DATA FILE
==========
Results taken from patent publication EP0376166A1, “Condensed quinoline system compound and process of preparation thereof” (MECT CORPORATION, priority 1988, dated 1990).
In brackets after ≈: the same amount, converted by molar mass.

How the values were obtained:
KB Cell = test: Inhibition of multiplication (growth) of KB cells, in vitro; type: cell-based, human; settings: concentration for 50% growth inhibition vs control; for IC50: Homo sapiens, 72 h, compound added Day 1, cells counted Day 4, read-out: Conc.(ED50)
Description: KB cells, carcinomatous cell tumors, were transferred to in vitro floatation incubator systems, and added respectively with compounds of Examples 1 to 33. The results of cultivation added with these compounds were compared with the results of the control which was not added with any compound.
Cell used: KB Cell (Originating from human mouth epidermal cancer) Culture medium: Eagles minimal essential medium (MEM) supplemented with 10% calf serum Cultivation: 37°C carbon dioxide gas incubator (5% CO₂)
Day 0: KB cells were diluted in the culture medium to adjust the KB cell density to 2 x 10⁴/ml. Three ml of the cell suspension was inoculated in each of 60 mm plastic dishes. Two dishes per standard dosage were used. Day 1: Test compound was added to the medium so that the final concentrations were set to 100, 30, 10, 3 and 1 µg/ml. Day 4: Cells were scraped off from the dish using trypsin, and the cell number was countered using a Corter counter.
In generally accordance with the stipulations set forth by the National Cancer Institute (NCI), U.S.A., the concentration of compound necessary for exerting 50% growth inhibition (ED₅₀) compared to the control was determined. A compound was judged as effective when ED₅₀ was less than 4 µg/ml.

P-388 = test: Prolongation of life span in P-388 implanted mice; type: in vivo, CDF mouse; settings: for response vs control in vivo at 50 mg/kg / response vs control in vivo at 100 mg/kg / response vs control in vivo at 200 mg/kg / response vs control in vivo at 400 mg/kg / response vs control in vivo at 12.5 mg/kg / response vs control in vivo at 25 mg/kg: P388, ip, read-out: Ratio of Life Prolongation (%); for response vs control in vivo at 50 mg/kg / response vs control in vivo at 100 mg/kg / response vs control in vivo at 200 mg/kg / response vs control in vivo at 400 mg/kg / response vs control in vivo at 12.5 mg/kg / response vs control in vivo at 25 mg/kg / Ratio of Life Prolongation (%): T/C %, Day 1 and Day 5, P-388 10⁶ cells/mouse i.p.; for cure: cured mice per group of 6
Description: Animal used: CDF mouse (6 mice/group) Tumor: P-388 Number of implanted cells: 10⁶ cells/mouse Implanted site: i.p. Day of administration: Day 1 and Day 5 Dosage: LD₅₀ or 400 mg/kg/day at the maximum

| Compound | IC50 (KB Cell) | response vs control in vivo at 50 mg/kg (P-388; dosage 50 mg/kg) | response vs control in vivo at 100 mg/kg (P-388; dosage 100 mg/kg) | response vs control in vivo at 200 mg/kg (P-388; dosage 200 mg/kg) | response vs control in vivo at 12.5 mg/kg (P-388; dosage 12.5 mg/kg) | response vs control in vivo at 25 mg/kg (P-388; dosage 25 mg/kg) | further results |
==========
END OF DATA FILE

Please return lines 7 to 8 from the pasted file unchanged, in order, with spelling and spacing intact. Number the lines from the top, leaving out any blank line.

Day 0: KB cells were diluted in the culture medium to adjust the KB cell density to 2 x 10⁴/ml. Three ml of the cell suspension was inoculated in each of 60 mm plastic dishes. Two dishes per standard dosage were used. Day 1: Test compound was added to the medium so that the final concentrations were set to 100, 30, 10, 3 and 1 µg/ml. Day 4: Cells were scraped off from the dish using trypsin, and the cell number was countered using a Corter counter.
In generally accordance with the stipulations set forth by the National Cancer Institute (NCI), U.S.A., the concentration of compound necessary for exerting 50% growth inhibition (ED₅₀) compared to the control was determined. A compound was judged as effective when ED₅₀ was less than 4 µg/ml.